Happy People / U Saved Me
he Pied Piper, as the story goes, came to the town of Hamelin in 1284 playing his flute and swiftly cured its rat plague. After refusing to pay him for his services, the Piper came into town the next Sunday and played the same tune on his flute, luring all of the children to nearby mountains (while their parents were in church) and into a cave which closed as the last one stepped inside. They were never seen again.
The Pied Piper of R & B has now been in public for a little over a decade, releasing six solo albums, appearing on countless others and ghostwriting a chunk of the Billboard R & B hits along the way. And now the Piper returns with a double album divided into two distinct portions. The first, Happy People, lures the children to the club with its steppin’ sound and the second, U Saved Me, keeps the adults in church with a collection of inspirational songs.
The mood for both is, in a word, joyous. A mood that emerges on record at a strange time, considering that Kelly is still facing criminal charges in Chicago for a now infamous child pornography tape. But it also makes sense, because for the first time in his career Kelly has actively toned down the raunch and reached for the soul of his audience. He’s traded it in for the aforementioned joyousness, gracefully going to pains to acknowledge the temptations he faces on Happy People and to in turn repent for them on U Saved Me.
The former is the more obviously successful of the two, being a slight tweaking of his well-established formula. But instead of mining for the newest productions and high-profile collaborators, Kelly goes it alone on both accounts. For the music, he employs a house band that colors the proceedings with a healthy slice of the 70s funk and soul—making the connection explicit at the ending of “If I Can Make the World Dance” when he mentions that he wrote the song for Marvin Gaye and that “Love Street” was influenced by the sounds of Quiet Storm bastion Frankie Beverly. Lyrically, he’s in typical form: unleashing elaborate metaphors when needed (the aforementioned “Love Street”, “Red Carpet (Pause, Flash)” and opener “Weatherman”). Luckily, each is backed by infectious step rhythms allowing one to gloss over the sometimes clumsy comparisons to the subject of the song. Some of the more straightforward songs on the disc are not as lucky, however.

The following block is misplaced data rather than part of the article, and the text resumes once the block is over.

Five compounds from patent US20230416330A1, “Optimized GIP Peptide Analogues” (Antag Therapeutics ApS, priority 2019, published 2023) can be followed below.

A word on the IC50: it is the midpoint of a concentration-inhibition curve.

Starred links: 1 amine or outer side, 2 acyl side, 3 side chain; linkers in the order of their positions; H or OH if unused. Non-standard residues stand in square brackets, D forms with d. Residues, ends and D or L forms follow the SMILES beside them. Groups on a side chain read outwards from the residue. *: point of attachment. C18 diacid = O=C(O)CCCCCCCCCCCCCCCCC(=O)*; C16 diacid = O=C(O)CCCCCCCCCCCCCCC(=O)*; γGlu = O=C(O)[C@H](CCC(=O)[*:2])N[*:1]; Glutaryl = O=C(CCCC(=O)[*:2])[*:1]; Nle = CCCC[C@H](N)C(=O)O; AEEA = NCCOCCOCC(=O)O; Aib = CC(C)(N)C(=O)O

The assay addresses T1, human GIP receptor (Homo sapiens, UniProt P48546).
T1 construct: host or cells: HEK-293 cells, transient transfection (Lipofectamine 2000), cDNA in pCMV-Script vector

It’s not the not the fault of the lyrics necessarily. But when Kelly slows things down for a mid-album break of “If” and “The Greatest Show on Earth” the nearly giddy mood set forth in the opening salvo of steppin’ tracks is stopped in its path. And while “If” does suffer from some unfortunate lyrics, “The Greatest Show on Earth” only suffers from its liberal doses of swelling strings and piano trills that are over-the-top, even for Kelly.
But it’s really nothing compared to the second disc’s genuflection to sentimentalism. U Saved Me is its title track’s video to the nth degree: strange; sometimes frightening; sometimes laughable; a bit seedy and always, oddly, defiantly uplifting.
The album begins with the trinity of “Three Way Phone Call”, “U Saved Me” and “Prayer Changes”, which lays out the map for the entire record. On these songs Kelly engages in character sketches, unabashed balladering and inspirational hooks. Each employ ever-swelling crescendos leading into massive choruses that feel more like hosannas than actual song.
But, as might be expected, in its latter half, the preaching begins to take its toll. And it’s easy to see why. With the stripped down production highlighting Kelly’s vocal and lyrical acrobatics, it’s hard to focus on much more than the lyrical content. When tracks like “Peace” and “I Surrender” boast both interesting production and lyrics to match it works. But on, say, “Leap of Faith” and “Spirit” the Piper falls flat.
Despite the second record’s greater inconsistency, it nearly matches up content-wise to its cousin. When taken in concert with one another, it works even better. But is it good enough to match up to Kelly’s best work? There are singles aplenty: “Prayer Changes” and “Red Carpet (Pause, Flash)” could easily attain the heights of the lead singles from the album and, as coherent statements, the album’s better any of Kelly’s previous work. But something still nags. Where exactly is this Pied Piper leading us in the end? Why do we have this smile plastered to our face as we step along? Why do we empathizeso easily while hearing about his trials and tribulations? It’s the magic of the Pied Piper. And it’s in full effect.